The Apple logo can be found on countless computers, music players and other products. It makes sense that Apple would have chosen that piece of fruit as its logo, but there's also an interesting meaning for the bite that has been taken out of the apple. Next time you see that glowing apple on someone's laptop, you will know why it's missing that bite.
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One reason Apple's symbol has a bite in it is to let consumers know that the symbol is an apple and not another kind of fruit. Edible Apple, a site that documents Apple news and rumors, quotes the logo's designer, Rob Janoff, as saying that he wanted people to know the logo was an apple and not a tomato.
The bite out of the apple is also a play on words. As Edible Apple points out, technical aficionados might see the bite and think of the "byte," a unit of digital information storage. The first version of the apple-with-a-bite logo was created in the late 1970s, when fewer people owned personal computers and those who did often considered themselves to be nerds.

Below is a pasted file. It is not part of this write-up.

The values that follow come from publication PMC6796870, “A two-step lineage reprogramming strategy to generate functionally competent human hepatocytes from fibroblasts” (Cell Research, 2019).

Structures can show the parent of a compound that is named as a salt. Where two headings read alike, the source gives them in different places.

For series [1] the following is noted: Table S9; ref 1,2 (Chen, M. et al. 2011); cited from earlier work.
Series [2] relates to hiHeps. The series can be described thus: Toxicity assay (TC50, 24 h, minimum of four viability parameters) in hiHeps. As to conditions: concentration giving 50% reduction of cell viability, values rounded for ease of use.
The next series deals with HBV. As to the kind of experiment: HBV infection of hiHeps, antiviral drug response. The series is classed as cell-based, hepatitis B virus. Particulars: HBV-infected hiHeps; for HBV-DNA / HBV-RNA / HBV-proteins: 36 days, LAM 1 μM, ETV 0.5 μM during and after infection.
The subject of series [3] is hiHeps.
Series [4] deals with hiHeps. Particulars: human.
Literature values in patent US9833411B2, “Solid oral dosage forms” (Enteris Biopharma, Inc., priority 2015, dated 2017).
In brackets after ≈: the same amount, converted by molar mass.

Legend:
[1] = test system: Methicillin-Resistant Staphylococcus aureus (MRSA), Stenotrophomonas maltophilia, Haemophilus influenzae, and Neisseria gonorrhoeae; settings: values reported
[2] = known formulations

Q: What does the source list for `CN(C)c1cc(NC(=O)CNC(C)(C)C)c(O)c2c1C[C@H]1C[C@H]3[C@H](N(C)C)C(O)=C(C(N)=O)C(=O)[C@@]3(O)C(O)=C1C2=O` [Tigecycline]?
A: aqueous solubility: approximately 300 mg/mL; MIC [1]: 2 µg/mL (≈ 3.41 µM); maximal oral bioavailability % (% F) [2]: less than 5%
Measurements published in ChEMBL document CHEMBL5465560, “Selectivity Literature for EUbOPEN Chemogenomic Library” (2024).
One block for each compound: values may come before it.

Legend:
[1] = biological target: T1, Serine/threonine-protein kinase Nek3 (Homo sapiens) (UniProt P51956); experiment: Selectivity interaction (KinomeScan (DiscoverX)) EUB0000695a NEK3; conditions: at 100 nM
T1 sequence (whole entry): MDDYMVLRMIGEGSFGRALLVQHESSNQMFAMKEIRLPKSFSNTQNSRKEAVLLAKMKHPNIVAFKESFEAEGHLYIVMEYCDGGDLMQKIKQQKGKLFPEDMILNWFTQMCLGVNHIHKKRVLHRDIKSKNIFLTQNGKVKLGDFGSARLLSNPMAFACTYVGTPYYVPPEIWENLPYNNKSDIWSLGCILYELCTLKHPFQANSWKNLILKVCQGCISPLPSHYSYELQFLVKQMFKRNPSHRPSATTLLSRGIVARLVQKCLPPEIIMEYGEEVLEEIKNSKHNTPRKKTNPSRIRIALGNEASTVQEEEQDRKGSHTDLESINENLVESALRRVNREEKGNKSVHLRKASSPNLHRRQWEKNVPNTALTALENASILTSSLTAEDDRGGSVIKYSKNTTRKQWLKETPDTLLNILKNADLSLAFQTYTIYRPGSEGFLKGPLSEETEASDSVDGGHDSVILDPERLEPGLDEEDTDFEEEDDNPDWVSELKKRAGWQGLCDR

Another possible reason that the logo has a bite taken out of it is the bite's clever allusion to the biblical story of Adam and Eve. As noted by Apple Museum, a website dedicated to documenting the company's history, former Apple executive Jean-Louis Gassée believes the apple represents knowledge. In the Old Testament's Book of Genesis, the Tree of Knowledge bore forbidden fruit, and when Adam and Eve took a bite from the fruit, they gained knowledge.
The Original Apple
The basic modern Apple logo is quite different from the original logo the company used. The original artwork was created by Ronald Wayne and is a much more complicated design depicting Isaac Newton sitting under the apple tree just before the apple falls, inspiring him to conceive the idea of gravity. The words in the frame around Newton reflects the company's desire to advance knowledge: "Newton… A Mind Forever Voyaging Through Strange Seas of Thought … Alone."
Originally, the apple-with-a-bite logo featured six colored stripes. Over time, the logo was cast in a solid color and is sometimes designed with a glossy, reflective look. Like most logos, the design changes over time to reflect changing tastes and to look impressive on different kinds of hardware.